How to Avoid Nice Guy/Gal Syndrome and Wake the Sleeping Dragon – in Just 7 Minutes with Marc Azoulay

Check out episode
  • Explains the relation of aggression to marketing
  • Aggression as the most valuable trait for entrepreneurs
  • Learn the psychological basis of marketing

Resources/Links:

Summary

Marc Azoulay is a psychotherapist in private practice in Boulder, CO and the current President of the Four Corners Group Psychotherapy Society. He blends his backgrounds in Neuroscience and Eastern Religion to help clients that have a harmful relationship to their inherent aggression. He helps people uncover and destroy the unconscious barriers that cripple them by using a blend of the Modern Psychoanalytic and Contemplative Psychotherapy.

In this episode of Marketing the Invisible, Marc shares how he helps people uncover and destroy the unconscious barriers that cripple them by using a blend of like modern psychoanalytic and contemplated psychotherapy.

Check out these episode highlights:

  • 00:50 – Marc’s professional background as a psychotherapist
  • 02:16 – His ideal clients: people that are struggling with aggression, willpower, with a drive, connection,and with making the change that they want in their lives.
  • 03:59 – Can you define the problem you solve and the symptoms. If someone has this aggression problem what are the symptoms?
  • 05:09 – common mistakes people make is that they don’t invite the aggression in enough. A lot of therapists try to get people to calm down and take a deep breath and you know self soothe then just you know be relaxed.
  • 06:10 – Marc’s Valuable Free Action (VFA): Be mindful. Tap into your present moment and be honest with yourself. Many people that struggle with aggression are the most unconscious. And they don’t let themselves be angry.
  • 07:54 – Marc’s Valuable Free Resource (VFR): Go on YouTube and to find speakers that speak with emotion
  • 08:51 – You should have asked me about my own story with aggression. I realize that that shy didn’t really work. And something that I want to share with people is that what motivated me out of that was actually like anger. In something that is not talked about a lot. I was very frustrated, fed up, and that got me out of my pain. And something that is again kind of pushed down by my industry saying that you know being motivated by things like anger or sadness is bad. You want to drive by things like gratitude or inspiration or you know or joy. But sometimes it’s not that clean.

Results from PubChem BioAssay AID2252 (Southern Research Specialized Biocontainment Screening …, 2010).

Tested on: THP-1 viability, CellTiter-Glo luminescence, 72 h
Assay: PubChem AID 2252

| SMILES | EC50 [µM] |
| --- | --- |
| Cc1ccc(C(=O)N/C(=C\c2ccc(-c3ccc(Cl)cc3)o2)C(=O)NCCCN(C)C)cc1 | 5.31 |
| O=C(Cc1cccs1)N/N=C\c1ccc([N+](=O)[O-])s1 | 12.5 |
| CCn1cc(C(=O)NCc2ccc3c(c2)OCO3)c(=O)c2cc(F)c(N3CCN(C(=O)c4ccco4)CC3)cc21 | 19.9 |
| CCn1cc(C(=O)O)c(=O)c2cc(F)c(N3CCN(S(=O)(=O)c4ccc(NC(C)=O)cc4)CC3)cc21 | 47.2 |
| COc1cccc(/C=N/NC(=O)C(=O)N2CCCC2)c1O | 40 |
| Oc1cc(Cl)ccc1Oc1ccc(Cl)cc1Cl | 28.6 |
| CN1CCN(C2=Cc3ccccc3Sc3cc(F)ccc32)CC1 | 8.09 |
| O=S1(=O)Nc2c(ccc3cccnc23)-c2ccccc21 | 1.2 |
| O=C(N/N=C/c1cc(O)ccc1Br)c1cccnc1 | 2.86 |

Tweetable Takeaways from this Episode:
“You can actually use bad emotions such as anger to make change in your life instead of having them control you.” - @marcmazoulay Click To Tweet

Transcript
(Note, this was transcribed using a transcription software and may not reflect the exact words used in the podcast)

Tom Poland: Hello everyone. A very warm welcome with another edition of Marketing the Invisible joined today by Mark Azoulay all the way from where you’re hanging out. Marc?

Marc Azoulay: I’m from Boulder Colorado.

Tom Poland: Boulder Colorado beautiful. And you’ve got some nice weather there at the moment I hear. Well away from the horrible bushfires in California. So, folks, this is going to be fascinating because we are not talking all about marketing. And when I tell you what Marc does for a living. You’re thinking “Oh that’s not marketing.” But in many respects, it’s actually at the root of marketing. It’s kind of like the root cause of effective marketing because Marc’s actually a psychotherapist and he’s got a private practice in Boulder, Colorado. He’s the current President of the Four Corners Group psychotherapy society. He blends backgrounds. This is what I find fascinating in neuroscience and eastern philosophy or religion to help clients that have a harmful relationship to their inherent aggression. What does that mean Marc?.

Marc Azoulay: Well so from psychoanalytic labs aggression is kind we talking about with marketing it’s getting what you want. So the idea is that humans are the most aggressive of all the animals. That’s what sets us apart. OK. So we can bend our environment to our will.

Tom Poland: So yeah. So that’s really interesting a harmful relationship to their inherent aggression. Because we think of inherent and go up as bad but not necessarily more on that in a moment. So he helps people uncover and destroy the unconscious barriers that cripple them by using a blend of like modern psychoanalytic and contemplated psychotherapy. I can’t wait. So the title. Which I think is brilliant and I didn’t come up that, of course, Marc came up with it is “How to avoid the nice guy slash gal syndrome and wake the sleeping dragon.” You can tell how to do that and just seven minutes. Marc, our time starts now. Chris number one who’s your ideal client.